Originally published December 5 2013
Scientists easily reprogram childhood memories of adult study subjects
by J. D. Heyes
(NaturalNews) What would happen if someday medical science could essentially erase your real memories and replace them with phony ones? There's no way this technology could be misused, right?
Well, according to published reports, Mankind may be on the verge of just that very thing. According to the magazine Popular Science, a small group of studies have demonstrated that scientists are on the cusp of being able to not just erase memories but rewrite them as well.
"Roadside bombs, childhood abuse, car accidents - they form memories that can shape (and damage) us for a lifetime," says a report in the magazine. "The hope is that this research will lead to medical treatments, especially for addiction and post-traumatic stress disorder (PTSD)."
For decades, medical science has understood that memories are not always reliable. And they are very prone to adjustment when actively recalled, because at that juncture they are being pulled from a stable molecular state.
Possible treatment for mental problems
Earlier this year, scientists published a study conducted at the University of Washington in which adult volunteers took a survey about eating and drinking habits before they turned 16 years old.
One week later, the participants were given personalized analyses of their answers which falsely stated that they had gotten sick from vodka or rum as a teen. One in five participants not only didn't notice the lie but also recalled false memories about it and rated that particular liquor as being less desirable than they had earlier indicated.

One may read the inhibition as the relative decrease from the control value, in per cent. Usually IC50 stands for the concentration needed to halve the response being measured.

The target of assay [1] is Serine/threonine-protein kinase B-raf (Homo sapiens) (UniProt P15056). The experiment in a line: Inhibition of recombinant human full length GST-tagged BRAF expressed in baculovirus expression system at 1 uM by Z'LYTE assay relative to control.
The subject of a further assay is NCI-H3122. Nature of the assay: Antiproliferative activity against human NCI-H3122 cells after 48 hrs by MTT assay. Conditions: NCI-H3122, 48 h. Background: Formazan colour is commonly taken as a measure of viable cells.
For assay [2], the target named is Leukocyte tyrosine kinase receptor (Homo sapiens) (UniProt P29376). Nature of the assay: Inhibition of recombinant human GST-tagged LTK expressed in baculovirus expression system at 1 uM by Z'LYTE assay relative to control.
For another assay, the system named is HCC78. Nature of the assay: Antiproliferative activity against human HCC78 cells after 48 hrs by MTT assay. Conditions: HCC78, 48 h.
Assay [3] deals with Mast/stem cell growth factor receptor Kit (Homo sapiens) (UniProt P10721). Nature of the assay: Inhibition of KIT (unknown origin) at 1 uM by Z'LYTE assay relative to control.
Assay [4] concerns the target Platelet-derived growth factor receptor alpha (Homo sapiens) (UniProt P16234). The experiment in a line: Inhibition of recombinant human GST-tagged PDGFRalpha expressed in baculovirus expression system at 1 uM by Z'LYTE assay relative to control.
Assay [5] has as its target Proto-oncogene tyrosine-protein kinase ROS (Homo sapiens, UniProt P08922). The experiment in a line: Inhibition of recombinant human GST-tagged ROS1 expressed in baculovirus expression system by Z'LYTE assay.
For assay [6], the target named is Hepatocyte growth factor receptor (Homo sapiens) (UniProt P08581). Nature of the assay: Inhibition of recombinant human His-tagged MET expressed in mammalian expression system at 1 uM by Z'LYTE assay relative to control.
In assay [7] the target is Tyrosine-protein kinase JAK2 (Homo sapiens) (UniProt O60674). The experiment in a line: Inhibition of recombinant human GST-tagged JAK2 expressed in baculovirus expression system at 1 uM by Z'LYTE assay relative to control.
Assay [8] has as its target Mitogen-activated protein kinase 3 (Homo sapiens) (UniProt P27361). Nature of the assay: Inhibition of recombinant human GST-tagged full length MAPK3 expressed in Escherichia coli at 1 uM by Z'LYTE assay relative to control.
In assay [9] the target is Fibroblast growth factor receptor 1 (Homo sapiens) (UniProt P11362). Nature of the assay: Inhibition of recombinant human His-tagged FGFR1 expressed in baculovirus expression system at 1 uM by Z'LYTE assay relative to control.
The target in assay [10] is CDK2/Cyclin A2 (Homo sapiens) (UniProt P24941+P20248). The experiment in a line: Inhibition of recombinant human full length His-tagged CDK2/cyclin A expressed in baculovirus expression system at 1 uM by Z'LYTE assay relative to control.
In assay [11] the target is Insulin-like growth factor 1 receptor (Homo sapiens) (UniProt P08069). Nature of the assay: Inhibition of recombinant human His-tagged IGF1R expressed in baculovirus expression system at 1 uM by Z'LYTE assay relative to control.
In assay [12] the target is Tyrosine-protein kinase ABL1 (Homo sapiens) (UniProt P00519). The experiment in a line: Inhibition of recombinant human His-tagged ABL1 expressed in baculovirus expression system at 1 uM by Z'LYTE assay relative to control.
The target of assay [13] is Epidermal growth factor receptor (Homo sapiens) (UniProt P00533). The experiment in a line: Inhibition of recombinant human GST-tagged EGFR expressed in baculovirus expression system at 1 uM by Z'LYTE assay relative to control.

"Studies like these point to possible treatments for mental health problems," Popular Science reported. "Both PTSD and addiction disorders hinge on memories that can trigger problematic behaviors, such as crippling fear caused by loud noises or cravings brought about by the sight of drug paraphernalia."
Several other studies have isolated chemical compounds which can be utilized to subdue or even delete memories in mice, and the hope is that someday the same can be done in humans, scientists say.
An Emory University researcher led the research for a report published in June showing that SR-8993, a drug that acts on the brain's opioid receptors, can prevent a fear memory from formulating.
To discover this, researchers strapped mice to a wooden board for two hours - a very stressful activity that led to a heightened sense of fear similar to PTSD. But mice that were given SR-8993 before or after the stressful incident were less likely to wind up with the condition.
Sounds a bit creepy, but still...
A separate study identified another drug, Latrunculin A, which is capable of erasing memories days later. The researchers for this study trained rodents to eat methamphetamine in an environment with "distinctive visual, tactile and scent cues" such as black walls, gridded floors and the smell of vanilla or peppermint, the magazine said.
"Rodents that were injected with Latrunculin A two days later didn't seek out meth when returned to that environment, but others did. Latrunculin A is known to mess up scaffolding that supports connections between neurons. Considering how broadly these two drugs affect the brain, there's a possibility of serious side effects," reported PopSci.
Ultimately, scientists will have to understand how the brain's neurons work to encode each memory, in order to make more targeted treatments. In 2012, Susumu Tonegawa, of the Massachusetts Institute of Technology, reported that individual memories in mice can leave distinctive molecular signatures in the brain's hippocampus area. In July, this research group was able to cause mice to falsely associate an old memory with a new context, which essentially created a false memory.
"The idea of scientists manipulating memory does, naturally, sound a bit creepy. But it also points to some possible good: treatment for millions of people tormented by real memories. And that's something worth remembering," the magazine said.
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